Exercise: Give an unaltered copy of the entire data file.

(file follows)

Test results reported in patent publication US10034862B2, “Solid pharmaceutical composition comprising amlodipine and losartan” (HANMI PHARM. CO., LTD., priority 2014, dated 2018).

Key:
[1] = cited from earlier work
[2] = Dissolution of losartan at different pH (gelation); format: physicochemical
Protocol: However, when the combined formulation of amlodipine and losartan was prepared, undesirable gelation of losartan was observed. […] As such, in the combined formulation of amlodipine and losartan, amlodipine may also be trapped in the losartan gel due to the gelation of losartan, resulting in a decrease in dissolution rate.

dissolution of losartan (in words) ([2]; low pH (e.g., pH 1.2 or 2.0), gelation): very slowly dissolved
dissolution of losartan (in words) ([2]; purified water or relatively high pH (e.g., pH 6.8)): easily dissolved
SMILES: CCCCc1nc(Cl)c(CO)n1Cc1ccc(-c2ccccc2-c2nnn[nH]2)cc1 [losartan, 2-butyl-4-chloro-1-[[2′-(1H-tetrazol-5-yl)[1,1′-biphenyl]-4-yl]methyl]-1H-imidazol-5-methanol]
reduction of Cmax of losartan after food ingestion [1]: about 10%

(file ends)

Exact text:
Test results reported in patent publication US10034862B2, “Solid pharmaceutical composition comprising amlodipine and losartan” (HANMI PHARM. CO., LTD., priority 2014, dated 2018).

Key:
[1] = cited from earlier work
[2] = Dissolution of losartan at different pH (gelation); format: physicochemical
Protocol: However, when the combined formulation of amlodipine and losartan was prepared, undesirable gelation of losartan was observed. […] As such, in the combined formulation of amlodipine and losartan, amlodipine may also be trapped in the losartan gel due to the gelation of losartan, resulting in a decrease in dissolution rate.

dissolution of losartan (in words) ([2]; low pH (e.g., pH 1.2 or 2.0), gelation): very slowly dissolved
dissolution of losartan (in words) ([2]; purified water or relatively high pH (e.g., pH 6.8)): easily dissolved
SMILES: CCCCc1nc(Cl)c(CO)n1Cc1ccc(-c2ccccc2-c2nnn[nH]2)cc1 [losartan, 2-butyl-4-chloro-1-[[2′-(1H-tetrazol-5-yl)[1,1′-biphenyl]-4-yl]methyl]-1H-imidazol-5-methanol]
reduction of Cmax of losartan after food ingestion [1]: about 10%